Why Parliament did not want to deal with the issues of bribery raised by Ms Wahome is not clear — although they took Ms Mwilu’s explanation that the bad blood emanated from an election petition that the MP had lodged against then Kandara MP James Maina Kamau in 2008.
“The matter of bribery, which Hon Alice Muthoni Wahome alleged on the part of the judge, should be investigated by the Ethics and Anti-Corruption Commission (EACC). As far as the nominee is concerned, we are convinced, as a committee, that being a judge in the Supreme Court case, she was one out of three, and so, her judgment was not the binding judgment,” said the committee.
When she was at the High Court, Justice Mwilu surprised everyone when she allowed the discussion of her personal relationship with Attorney-General Amos Wako to be discussed in an open court.
This was during an application by six women’s groups who wanted her stopped from hearing a case because of her relationship with Mr Wako.
“We have reason to believe that such association or closeness that they have is of a personal nature,” said lawyer Eric K’Omollo acting for the International Centre for Policy and Conflict.
Shortly after National Super Alliance (Nasa) of Raila Odinga won the presidential petition against Jubilee Party’s Uhuru Kenyatta after the August 8, 2017 General Election, some Jubilee politicians led by Irungu Kangata (now Murang’a Senator) said Justice Mwilu ought to have revealed her relationship with Wako because he was associated with one party in the petition.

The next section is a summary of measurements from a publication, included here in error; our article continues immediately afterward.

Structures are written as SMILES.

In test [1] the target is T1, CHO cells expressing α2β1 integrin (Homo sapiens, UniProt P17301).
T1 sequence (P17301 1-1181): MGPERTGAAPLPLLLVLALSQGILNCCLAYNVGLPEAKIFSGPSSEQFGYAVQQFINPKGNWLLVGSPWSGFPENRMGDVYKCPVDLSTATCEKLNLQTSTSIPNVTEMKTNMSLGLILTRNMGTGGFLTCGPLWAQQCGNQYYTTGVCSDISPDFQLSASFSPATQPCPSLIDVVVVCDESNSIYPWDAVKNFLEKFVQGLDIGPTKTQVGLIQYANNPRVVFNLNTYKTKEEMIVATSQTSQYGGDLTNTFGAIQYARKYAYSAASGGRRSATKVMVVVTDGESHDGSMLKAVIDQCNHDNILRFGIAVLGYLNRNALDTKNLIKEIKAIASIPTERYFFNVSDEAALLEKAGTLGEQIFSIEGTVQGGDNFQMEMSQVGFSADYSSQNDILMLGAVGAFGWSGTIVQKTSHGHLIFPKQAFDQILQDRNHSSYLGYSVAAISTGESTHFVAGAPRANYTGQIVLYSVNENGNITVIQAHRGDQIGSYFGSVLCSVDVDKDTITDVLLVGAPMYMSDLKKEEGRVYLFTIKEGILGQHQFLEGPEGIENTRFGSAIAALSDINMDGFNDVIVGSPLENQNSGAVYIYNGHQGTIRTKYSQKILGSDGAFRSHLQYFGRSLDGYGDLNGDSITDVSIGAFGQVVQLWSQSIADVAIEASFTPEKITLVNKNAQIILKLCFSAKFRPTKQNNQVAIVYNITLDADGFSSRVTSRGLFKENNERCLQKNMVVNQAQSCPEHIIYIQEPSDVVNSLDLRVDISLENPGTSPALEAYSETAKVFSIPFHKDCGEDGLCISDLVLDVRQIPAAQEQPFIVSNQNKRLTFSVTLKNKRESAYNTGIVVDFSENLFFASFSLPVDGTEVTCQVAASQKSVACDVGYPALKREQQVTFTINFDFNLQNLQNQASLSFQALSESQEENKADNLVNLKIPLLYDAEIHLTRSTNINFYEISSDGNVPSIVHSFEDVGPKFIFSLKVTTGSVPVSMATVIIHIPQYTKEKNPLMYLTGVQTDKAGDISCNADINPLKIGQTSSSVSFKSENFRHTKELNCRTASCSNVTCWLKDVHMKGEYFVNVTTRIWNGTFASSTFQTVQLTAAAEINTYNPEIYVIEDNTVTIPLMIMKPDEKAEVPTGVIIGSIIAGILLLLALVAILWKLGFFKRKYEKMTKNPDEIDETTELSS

“It is against the ethics of the Law Society of Kenya to fail to disclose a relationship with a judge that may affect the outcome of a case,” the legislator was quoted saying.
In public, Justice Mwilu has always defended her rise to the top seat and during a recent meeting of women accountants, she said she was always surprised by people who ask: “Who is Mwilu?” — regarding her position as DCJ.
DEVELOP THICK SKIN
She said that over the years, she has “managed to develop an exceedingly thick skin” since critics think that for women to rise they must be “propped up by men”.
“That didn’t happen to me, it won’t happen to me; I don’t need a man to sustain myself,” she said.
Justice Mwilu is one of the three Supreme Court judges — David Maraga, Mwilu and Isaac Lenaola — who last year overturned the election of President Uhuru Kenyatta who openly criticised the ruling and referred to the judges as “wakora” triggering criticism from far and wide.
Interestingly, the galaxy of lawyers who filled the court were Nasa sympathisers and politicians.
Sources say that the arrest of Justice Mwilu is the beginning of an overhaul of the Judiciary.